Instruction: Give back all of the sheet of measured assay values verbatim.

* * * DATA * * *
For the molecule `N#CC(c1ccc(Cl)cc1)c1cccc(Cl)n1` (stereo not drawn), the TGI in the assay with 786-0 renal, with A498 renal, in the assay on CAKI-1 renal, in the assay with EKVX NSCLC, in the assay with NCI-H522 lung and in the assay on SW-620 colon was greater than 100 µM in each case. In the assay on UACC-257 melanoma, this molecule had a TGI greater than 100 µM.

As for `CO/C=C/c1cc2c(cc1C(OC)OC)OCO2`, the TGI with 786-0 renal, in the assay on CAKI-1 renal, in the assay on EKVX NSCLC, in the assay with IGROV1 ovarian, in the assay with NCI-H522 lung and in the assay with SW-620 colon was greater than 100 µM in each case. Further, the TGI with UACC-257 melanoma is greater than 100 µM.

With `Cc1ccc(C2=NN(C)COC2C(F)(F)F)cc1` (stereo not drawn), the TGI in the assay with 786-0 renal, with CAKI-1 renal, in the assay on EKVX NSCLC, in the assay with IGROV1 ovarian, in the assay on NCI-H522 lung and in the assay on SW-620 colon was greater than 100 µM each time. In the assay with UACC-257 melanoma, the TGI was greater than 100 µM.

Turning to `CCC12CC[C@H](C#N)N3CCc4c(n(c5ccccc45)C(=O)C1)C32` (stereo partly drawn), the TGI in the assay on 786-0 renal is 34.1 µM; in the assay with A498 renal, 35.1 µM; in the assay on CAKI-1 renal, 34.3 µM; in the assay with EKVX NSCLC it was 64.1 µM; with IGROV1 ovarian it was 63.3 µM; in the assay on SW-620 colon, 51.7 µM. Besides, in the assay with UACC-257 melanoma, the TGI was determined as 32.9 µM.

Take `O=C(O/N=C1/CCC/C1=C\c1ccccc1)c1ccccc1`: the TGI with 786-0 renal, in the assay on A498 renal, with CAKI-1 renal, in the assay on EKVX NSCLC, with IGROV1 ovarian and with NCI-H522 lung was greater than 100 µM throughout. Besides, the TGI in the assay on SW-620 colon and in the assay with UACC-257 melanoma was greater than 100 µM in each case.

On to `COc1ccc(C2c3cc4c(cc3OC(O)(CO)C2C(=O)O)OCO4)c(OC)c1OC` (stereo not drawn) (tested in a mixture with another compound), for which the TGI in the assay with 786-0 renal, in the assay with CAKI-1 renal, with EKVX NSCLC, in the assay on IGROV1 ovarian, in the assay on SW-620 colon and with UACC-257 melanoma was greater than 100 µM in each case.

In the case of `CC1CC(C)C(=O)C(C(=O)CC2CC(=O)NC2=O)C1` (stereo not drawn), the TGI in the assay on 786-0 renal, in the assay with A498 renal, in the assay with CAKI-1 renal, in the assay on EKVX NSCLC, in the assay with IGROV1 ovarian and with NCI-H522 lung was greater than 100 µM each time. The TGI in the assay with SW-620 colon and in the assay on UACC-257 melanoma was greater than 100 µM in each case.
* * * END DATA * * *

For the molecule `N#CC(c1ccc(Cl)cc1)c1cccc(Cl)n1` (stereo not drawn), the TGI in the assay with 786-0 renal, with A498 renal, in the assay on CAKI-1 renal, in the assay with EKVX NSCLC, in the assay with NCI-H522 lung and in the assay on SW-620 colon was greater than 100 µM in each case. In the assay on UACC-257 melanoma, this molecule had a TGI greater than 100 µM.

As for `CO/C=C/c1cc2c(cc1C(OC)OC)OCO2`, the TGI with 786-0 renal, in the assay on CAKI-1 renal, in the assay on EKVX NSCLC, in the assay with IGROV1 ovarian, in the assay with NCI-H522 lung and in the assay with SW-620 colon was greater than 100 µM in each case. Further, the TGI with UACC-257 melanoma is greater than 100 µM.

With `Cc1ccc(C2=NN(C)COC2C(F)(F)F)cc1` (stereo not drawn), the TGI in the assay with 786-0 renal, with CAKI-1 renal, in the assay on EKVX NSCLC, in the assay with IGROV1 ovarian, in the assay on NCI-H522 lung and in the assay on SW-620 colon was greater than 100 µM each time. In the assay with UACC-257 melanoma, the TGI was greater than 100 µM.

Turning to `CCC12CC[C@H](C#N)N3CCc4c(n(c5ccccc45)C(=O)C1)C32` (stereo partly drawn), the TGI in the assay on 786-0 renal is 34.1 µM; in the assay with A498 renal, 35.1 µM; in the assay on CAKI-1 renal, 34.3 µM; in the assay with EKVX NSCLC it was 64.1 µM; with IGROV1 ovarian it was 63.3 µM; in the assay on SW-620 colon, 51.7 µM. Besides, in the assay with UACC-257 melanoma, the TGI was determined as 32.9 µM.

Take `O=C(O/N=C1/CCC/C1=C\c1ccccc1)c1ccccc1`: the TGI with 786-0 renal, in the assay on A498 renal, with CAKI-1 renal, in the assay on EKVX NSCLC, with IGROV1 ovarian and with NCI-H522 lung was greater than 100 µM throughout. Besides, the TGI in the assay on SW-620 colon and in the assay with UACC-257 melanoma was greater than 100 µM in each case.

On to `COc1ccc(C2c3cc4c(cc3OC(O)(CO)C2C(=O)O)OCO4)c(OC)c1OC` (stereo not drawn) (tested in a mixture with another compound), for which the TGI in the assay with 786-0 renal, in the assay with CAKI-1 renal, with EKVX NSCLC, in the assay on IGROV1 ovarian, in the assay on SW-620 colon and with UACC-257 melanoma was greater than 100 µM in each case.

In the case of `CC1CC(C)C(=O)C(C(=O)CC2CC(=O)NC2=O)C1` (stereo not drawn), the TGI in the assay on 786-0 renal, in the assay with A498 renal, in the assay with CAKI-1 renal, in the assay on EKVX NSCLC, in the assay with IGROV1 ovarian and with NCI-H522 lung was greater than 100 µM each time. The TGI in the assay with SW-620 colon and in the assay on UACC-257 melanoma was greater than 100 µM in each case.